Building Bones: rearticulating animal skeletons with Lee Post and others
November 5, 2015 12:47 PM   Subscribe

In the late 1970s, a bicycle mechanic named Lee Post moved to Homer, Alaska to run a small bookstore with his mother. He also volunteered at the town's natural history museum, where he took on the task of assembling a beaked whale skeleton.

Post thought, well, I've repaired bikes — surely I can repair a whale skeleton if I have a book to follow, and conveniently, I run a bookstore. He searched for any books about reconstructing whale skeletons. “There was no such thing,” he says.
This is the story of how a bookseller from Homer, Alaska became the an international animal skeleton re-assembly expert (Bay Nature).

See also: The lost and found art of assembling whale skeletons (Atlas Obscura). Lee calls himself the Boneman, and has a website dedicated sharing information that he has learned about skeleton articulation, or bone building as he calls it.

While he shares a good bit of his information for free, if you want to get really in-depth information on how to articulate specific animal skeletons, he has 9 books on that very topic, plus a Bone Guide To Selected Land Mammals of the Northwestern States.

But if you want a quick and dirty how-to, there are a few of those online, including some write-ups from: But remember, if you're collecting wild animals, even dead animals, consult your local laws regarding wildlife and taxidermy. A local taxidermy shop may be able to guide you in this effort.
posted by filthy light thief (10 comments total) 37 users marked this as a favorite
 
Oh... Oh, my. There is a lot to dig through in this post. Thank you!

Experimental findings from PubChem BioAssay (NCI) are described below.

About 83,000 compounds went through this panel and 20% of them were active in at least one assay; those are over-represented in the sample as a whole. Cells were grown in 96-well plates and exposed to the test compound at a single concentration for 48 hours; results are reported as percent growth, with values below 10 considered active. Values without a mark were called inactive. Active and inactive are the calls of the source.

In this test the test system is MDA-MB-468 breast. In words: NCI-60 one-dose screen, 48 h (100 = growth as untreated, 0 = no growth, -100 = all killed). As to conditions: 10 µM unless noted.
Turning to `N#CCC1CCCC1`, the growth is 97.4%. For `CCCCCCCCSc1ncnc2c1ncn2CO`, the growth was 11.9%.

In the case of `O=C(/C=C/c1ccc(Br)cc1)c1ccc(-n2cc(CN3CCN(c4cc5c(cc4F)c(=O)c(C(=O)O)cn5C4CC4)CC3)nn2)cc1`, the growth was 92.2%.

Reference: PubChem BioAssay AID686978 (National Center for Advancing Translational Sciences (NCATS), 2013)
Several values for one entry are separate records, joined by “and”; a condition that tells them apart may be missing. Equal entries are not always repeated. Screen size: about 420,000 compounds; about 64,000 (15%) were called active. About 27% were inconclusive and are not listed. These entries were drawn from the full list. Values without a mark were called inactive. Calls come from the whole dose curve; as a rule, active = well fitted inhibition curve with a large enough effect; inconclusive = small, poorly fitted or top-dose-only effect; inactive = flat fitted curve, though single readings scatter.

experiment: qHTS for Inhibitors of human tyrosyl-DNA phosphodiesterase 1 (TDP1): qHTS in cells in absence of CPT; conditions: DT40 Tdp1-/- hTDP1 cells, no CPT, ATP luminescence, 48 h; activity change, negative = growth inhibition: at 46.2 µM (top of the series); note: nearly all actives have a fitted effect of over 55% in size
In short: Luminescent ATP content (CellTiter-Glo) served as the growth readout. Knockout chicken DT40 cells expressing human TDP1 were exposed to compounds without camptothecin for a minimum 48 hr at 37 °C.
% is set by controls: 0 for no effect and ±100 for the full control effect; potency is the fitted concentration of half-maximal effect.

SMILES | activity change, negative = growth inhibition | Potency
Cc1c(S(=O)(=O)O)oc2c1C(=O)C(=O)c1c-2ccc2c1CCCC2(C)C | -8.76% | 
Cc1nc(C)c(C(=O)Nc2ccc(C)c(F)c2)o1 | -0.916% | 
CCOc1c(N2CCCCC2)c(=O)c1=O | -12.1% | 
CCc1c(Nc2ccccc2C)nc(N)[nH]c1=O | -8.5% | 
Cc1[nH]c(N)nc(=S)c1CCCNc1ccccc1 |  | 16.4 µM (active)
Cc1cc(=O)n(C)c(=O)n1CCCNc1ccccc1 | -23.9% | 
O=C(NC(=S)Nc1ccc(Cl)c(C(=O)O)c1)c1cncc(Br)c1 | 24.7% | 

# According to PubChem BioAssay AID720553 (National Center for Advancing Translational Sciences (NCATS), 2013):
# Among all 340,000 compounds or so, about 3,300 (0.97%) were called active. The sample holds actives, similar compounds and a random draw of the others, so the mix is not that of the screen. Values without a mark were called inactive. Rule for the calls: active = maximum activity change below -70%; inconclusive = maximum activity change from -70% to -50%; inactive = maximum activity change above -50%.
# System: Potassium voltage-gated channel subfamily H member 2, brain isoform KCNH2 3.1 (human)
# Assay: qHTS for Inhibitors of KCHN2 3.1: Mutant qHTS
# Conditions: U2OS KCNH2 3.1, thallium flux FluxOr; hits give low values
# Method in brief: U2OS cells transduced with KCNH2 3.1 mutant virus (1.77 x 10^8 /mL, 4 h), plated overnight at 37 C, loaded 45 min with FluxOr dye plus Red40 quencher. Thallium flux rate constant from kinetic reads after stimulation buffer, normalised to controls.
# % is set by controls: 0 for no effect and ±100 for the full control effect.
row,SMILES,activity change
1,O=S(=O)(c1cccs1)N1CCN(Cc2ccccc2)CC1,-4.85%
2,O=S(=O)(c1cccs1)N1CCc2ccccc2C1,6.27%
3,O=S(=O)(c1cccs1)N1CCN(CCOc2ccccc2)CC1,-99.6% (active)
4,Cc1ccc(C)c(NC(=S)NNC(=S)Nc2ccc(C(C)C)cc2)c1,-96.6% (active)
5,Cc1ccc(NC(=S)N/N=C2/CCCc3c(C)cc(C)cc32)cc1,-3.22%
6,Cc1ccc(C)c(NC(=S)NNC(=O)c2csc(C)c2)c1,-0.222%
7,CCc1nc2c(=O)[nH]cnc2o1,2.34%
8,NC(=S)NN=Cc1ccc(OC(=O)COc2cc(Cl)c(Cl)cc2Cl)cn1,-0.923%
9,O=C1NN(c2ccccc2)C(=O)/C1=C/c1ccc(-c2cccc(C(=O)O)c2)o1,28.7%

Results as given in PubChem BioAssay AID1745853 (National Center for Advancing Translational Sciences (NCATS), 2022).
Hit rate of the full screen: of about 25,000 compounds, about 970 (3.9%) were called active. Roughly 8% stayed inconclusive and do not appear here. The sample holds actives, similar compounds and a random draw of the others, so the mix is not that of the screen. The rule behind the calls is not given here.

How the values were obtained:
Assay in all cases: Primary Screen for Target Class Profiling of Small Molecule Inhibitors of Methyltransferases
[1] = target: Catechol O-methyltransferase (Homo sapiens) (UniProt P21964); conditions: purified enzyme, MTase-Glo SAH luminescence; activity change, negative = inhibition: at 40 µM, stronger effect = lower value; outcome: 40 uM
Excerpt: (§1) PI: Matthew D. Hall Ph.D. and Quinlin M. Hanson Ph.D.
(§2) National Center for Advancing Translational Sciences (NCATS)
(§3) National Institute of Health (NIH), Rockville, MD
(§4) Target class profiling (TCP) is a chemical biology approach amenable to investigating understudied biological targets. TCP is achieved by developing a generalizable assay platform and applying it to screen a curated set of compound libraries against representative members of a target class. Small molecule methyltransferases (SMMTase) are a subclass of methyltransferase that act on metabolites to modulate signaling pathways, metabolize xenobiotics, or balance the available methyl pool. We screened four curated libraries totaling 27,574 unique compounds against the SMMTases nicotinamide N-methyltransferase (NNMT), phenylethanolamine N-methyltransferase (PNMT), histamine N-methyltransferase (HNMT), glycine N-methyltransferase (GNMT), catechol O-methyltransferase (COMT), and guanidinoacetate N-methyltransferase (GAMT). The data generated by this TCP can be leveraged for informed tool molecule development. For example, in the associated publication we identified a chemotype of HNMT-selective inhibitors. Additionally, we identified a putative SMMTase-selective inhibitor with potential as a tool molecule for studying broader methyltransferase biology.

posted by brundlefly at 1:05 PM on November 5, 2015 [1 favorite]


international animal skeleton re-assembly expert

Best business card ever.
posted by Fizz at 1:26 PM on November 5, 2015 [1 favorite]


In the UK Ben Garrod (who does similar things for museums here) presented a fantastic TV series called “Secrets of Bones”. Well worth catching if you get the chance. Unfortunately it doesn’t appear to be available anywhere, unless you’re willing to channel your inner pirate.
posted by pharm at 1:39 PM on November 5, 2015 [2 favorites]


There’s a taste of his work in this YouTube video though.
posted by pharm at 1:48 PM on November 5, 2015


pharm, thanks for info on the series (BBC episode list), and the sample! If you're willing to traverse into light-grey waters, you can search for that show and find it on streaming media sites with apparently little trouble (at the time of making this comment - those things might disappear in the next 5 minutes, striking this comment null and void).
posted by filthy light thief at 1:52 PM on November 5, 2015


In the future I imagine you’ll be able to pay for it at https://store.bbc.com/ but they don’t seem to have it at the moment.
posted by pharm at 2:05 PM on November 5, 2015


Wow, this is neat stuff.
posted by Dip Flash at 4:55 PM on November 5, 2015


This is so cool. A couple of years ago one of my kids and I tried to clean chicken bones so he could keep them, and were not successful. I want to get us his "Bone Builder's Notebook." I bet we could clean some chicken bones then!
posted by not that girl at 7:20 PM on November 5, 2015


This is awesome! How could there NOT have been manuals for this sort of work?
posted by Katjusa Roquette at 10:23 PM on November 5, 2015


not that girl, if all you want to do is clean the bones, there are plenty of free guides online. For instance, Jake has a guide with a comparison chart that includes 9 methods of cleaning bones, ranked for 5 types of remains. The tricky part is re-assembling the skeleton and not leaving out any bits, like the "secret seven" of a canine skeleton.
posted by filthy light thief at 8:27 AM on November 6, 2015


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